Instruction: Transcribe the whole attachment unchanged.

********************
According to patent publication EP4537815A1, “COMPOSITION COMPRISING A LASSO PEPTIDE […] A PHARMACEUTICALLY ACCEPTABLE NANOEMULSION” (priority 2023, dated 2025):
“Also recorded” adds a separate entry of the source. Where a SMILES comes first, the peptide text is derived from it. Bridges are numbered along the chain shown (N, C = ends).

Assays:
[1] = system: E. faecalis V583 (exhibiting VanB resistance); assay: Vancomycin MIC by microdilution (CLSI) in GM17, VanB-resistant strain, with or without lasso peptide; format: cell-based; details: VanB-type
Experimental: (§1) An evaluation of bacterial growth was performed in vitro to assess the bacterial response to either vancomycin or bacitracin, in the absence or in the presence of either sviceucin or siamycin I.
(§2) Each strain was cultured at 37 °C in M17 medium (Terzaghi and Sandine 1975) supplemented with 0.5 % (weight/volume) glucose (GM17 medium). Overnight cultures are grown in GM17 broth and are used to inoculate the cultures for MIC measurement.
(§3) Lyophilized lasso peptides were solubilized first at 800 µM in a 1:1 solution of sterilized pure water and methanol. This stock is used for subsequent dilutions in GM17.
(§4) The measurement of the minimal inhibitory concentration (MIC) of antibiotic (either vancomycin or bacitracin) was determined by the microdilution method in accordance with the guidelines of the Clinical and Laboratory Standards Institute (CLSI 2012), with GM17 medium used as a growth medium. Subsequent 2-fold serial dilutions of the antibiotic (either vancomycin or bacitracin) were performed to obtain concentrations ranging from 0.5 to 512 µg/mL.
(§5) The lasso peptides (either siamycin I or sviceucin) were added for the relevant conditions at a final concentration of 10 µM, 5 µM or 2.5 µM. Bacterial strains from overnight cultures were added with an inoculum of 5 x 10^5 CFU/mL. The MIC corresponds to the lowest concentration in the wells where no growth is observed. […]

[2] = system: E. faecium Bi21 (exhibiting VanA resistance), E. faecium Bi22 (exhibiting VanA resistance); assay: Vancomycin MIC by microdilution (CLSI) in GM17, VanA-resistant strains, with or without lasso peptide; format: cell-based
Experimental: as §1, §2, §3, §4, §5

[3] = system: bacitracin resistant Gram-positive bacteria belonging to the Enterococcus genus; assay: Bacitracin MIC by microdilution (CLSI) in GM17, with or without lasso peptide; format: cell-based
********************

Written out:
According to patent publication EP4537815A1, “COMPOSITION COMPRISING A LASSO PEPTIDE […] A PHARMACEUTICALLY ACCEPTABLE NANOEMULSION” (priority 2023, dated 2025):
“Also recorded” adds a separate entry of the source. Where a SMILES comes first, the peptide text is derived from it. Bridges are numbered along the chain shown (N, C = ends).

Assays:
[1] = system: E. faecalis V583 (exhibiting VanB resistance); assay: Vancomycin MIC by microdilution (CLSI) in GM17, VanB-resistant strain, with or without lasso peptide; format: cell-based; details: VanB-type
Experimental: (§1) An evaluation of bacterial growth was performed in vitro to assess the bacterial response to either vancomycin or bacitracin, in the absence or in the presence of either sviceucin or siamycin I.
(§2) Each strain was cultured at 37 °C in M17 medium (Terzaghi and Sandine 1975) supplemented with 0.5 % (weight/volume) glucose (GM17 medium). Overnight cultures are grown in GM17 broth and are used to inoculate the cultures for MIC measurement.
(§3) Lyophilized lasso peptides were solubilized first at 800 µM in a 1:1 solution of sterilized pure water and methanol. This stock is used for subsequent dilutions in GM17.
(§4) The measurement of the minimal inhibitory concentration (MIC) of antibiotic (either vancomycin or bacitracin) was determined by the microdilution method in accordance with the guidelines of the Clinical and Laboratory Standards Institute (CLSI 2012), with GM17 medium used as a growth medium. Subsequent 2-fold serial dilutions of the antibiotic (either vancomycin or bacitracin) were performed to obtain concentrations ranging from 0.5 to 512 µg/mL.
(§5) The lasso peptides (either siamycin I or sviceucin) were added for the relevant conditions at a final concentration of 10 µM, 5 µM or 2.5 µM. Bacterial strains from overnight cultures were added with an inoculum of 5 x 10^5 CFU/mL. The MIC corresponds to the lowest concentration in the wells where no growth is observed. […]

[2] = system: E. faecium Bi21 (exhibiting VanA resistance), E. faecium Bi22 (exhibiting VanA resistance); assay: Vancomycin MIC by microdilution (CLSI) in GM17, VanA-resistant strains, with or without lasso peptide; format: cell-based
Experimental: as §1, §2, §3, §4, §5

[3] = system: bacitracin resistant Gram-positive bacteria belonging to the Enterococcus genus; assay: Bacitracin MIC by microdilution (CLSI) in GM17, with or without lasso peptide; format: cell-based